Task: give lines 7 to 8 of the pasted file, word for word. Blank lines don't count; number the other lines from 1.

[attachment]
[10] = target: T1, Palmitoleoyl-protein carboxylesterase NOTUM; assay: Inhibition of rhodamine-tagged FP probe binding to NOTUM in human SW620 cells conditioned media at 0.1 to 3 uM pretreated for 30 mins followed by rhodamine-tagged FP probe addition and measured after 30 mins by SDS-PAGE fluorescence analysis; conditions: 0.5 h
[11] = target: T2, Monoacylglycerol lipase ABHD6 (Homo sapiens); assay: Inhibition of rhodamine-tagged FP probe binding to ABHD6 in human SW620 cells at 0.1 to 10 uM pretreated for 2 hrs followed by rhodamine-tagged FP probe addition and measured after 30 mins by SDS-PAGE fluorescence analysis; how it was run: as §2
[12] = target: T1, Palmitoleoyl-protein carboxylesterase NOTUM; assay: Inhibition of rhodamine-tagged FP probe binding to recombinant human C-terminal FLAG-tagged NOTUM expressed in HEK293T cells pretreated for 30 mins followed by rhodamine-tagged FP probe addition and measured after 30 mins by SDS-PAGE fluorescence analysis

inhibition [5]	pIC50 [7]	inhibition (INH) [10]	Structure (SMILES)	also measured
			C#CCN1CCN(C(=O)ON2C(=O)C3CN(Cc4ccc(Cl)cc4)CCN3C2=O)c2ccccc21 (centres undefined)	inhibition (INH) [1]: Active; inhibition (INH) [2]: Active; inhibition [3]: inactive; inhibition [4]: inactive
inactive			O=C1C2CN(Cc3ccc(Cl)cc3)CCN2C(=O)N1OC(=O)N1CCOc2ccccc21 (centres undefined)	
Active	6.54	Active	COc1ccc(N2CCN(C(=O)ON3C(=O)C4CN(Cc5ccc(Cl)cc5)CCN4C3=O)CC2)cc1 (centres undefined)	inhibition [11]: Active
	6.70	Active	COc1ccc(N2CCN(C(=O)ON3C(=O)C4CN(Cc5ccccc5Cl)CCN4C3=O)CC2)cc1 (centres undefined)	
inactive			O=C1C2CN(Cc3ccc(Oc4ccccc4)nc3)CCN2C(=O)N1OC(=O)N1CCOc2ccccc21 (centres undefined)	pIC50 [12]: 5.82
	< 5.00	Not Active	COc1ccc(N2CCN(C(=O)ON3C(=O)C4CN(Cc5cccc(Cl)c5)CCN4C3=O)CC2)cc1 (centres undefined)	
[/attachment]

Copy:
Active	6.54	Active	COc1ccc(N2CCN(C(=O)ON3C(=O)C4CN(Cc5ccc(Cl)cc5)CCN4C3=O)CC2)cc1 (centres undefined)	inhibition [11]: Active
	6.70	Active	COc1ccc(N2CCN(C(=O)ON3C(=O)C4CN(Cc5ccccc5Cl)CCN4C3=O)CC2)cc1 (centres undefined)	